I was recently asked to build a bulletin board for my daughter’s first-grade classroom. She attends a Waldorf school, which places a high value on aesthetics, so I didn’t want to just make a rectangle with a mitered frame. The design I came up with is basically a rectangle with a curved top piece. The edges of the curve extend past the rails, so that the frame looks like a little house with a curved roof. (Please see attached sketch.) My question is this: What would be a good, strong way to join the uprights to the inside of the curved piece? The pieces are all 5/8-in. thick. Any suggestions? – Anna Green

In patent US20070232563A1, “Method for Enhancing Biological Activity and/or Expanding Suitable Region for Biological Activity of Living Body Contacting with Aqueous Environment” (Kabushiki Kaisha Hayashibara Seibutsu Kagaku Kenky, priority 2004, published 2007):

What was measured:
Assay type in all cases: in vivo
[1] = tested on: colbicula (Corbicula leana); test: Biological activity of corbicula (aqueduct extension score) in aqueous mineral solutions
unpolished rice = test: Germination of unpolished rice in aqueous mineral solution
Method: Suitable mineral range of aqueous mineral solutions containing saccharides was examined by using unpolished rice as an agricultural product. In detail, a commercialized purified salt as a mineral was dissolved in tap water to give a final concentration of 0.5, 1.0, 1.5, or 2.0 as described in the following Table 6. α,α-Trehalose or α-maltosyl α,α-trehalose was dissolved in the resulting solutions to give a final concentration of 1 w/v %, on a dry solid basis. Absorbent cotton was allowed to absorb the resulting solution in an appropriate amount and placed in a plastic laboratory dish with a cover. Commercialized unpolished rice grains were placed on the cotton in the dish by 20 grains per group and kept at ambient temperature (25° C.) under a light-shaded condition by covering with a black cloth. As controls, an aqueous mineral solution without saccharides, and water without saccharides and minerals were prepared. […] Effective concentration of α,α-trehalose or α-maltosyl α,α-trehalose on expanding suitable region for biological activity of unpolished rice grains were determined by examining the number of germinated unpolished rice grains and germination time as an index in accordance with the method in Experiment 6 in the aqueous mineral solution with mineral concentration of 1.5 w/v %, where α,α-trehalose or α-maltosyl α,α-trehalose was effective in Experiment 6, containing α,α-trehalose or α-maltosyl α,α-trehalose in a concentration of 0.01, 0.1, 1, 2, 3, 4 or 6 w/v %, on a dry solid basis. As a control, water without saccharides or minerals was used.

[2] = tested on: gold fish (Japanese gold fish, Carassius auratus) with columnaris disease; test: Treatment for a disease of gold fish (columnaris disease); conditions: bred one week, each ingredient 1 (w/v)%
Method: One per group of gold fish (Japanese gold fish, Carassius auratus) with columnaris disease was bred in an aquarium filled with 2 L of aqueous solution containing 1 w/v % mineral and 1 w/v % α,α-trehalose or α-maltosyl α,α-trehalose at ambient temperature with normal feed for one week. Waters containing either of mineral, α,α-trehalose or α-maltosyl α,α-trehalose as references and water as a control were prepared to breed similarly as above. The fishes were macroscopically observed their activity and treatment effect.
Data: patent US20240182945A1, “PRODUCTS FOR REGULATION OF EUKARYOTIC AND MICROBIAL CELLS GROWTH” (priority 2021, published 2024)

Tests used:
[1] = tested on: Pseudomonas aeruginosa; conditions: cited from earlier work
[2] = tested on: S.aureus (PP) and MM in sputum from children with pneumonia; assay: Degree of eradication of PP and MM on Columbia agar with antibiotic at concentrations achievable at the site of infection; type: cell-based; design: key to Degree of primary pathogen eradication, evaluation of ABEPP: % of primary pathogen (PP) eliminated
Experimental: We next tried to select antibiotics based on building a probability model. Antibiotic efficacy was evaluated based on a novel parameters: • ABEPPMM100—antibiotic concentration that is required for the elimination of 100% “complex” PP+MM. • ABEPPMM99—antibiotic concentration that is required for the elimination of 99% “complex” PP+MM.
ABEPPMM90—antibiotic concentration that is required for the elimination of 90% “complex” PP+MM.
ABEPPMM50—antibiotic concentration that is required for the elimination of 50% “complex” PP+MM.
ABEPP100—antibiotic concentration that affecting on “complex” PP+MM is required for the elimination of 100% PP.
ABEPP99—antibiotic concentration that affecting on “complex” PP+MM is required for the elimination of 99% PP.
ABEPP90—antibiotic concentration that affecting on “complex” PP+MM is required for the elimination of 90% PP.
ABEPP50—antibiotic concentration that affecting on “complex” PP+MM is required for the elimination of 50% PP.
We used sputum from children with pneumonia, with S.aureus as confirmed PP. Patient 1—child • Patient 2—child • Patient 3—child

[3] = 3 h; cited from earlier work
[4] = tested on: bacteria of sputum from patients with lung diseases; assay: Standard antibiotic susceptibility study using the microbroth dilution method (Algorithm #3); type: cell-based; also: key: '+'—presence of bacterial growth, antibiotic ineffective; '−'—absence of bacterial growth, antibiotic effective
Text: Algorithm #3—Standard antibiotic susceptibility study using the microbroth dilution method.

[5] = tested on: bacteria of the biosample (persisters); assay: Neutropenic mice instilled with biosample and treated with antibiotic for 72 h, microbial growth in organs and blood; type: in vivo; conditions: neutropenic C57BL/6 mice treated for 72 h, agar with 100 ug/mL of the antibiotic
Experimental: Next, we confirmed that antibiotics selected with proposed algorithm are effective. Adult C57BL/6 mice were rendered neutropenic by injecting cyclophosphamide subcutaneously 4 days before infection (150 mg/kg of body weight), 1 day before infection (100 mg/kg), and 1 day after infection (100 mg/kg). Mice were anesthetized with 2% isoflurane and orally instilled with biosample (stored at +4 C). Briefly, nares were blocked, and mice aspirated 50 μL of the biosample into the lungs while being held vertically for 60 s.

Chris Marshall: Anna, you have a nice project in the works! I’ll make two suggestions. First, you could keep things simple and drive finish nails through the “roof” down into the upright pieces. Tap the heads below the surface with a nail set, add a little putty to cover the heads and call it good. (I would drill some tiny pilot holes for the nails first to prevent the wood from splitting.) If the project isn’t seen from above, no one but you will know you nailed them. And even if they do, there’s nothing wrong with nails. Woodworkers have used them for centuries. Here’s another option: You could install short dowels between these parts. Drill a straight 1/4-in.-diameter hole down into the uprights, and insert a metal dowel point into each one. If you aren’t familiar with what these are, click here. Then, set the roof on top of the uprights and push down to prick the corresponding centerpoints for the mating dowel holes in the roof piece. Drill stopped holes here, and install the dowels with a little glue in each of the holes. Since this is a bulletin board, if you are attaching the frame pieces to a backer board of some kind, you might even be able to just glue these joints between the uprights and the roof, but nails or dowels will certainly make them stronger. Hope this helps.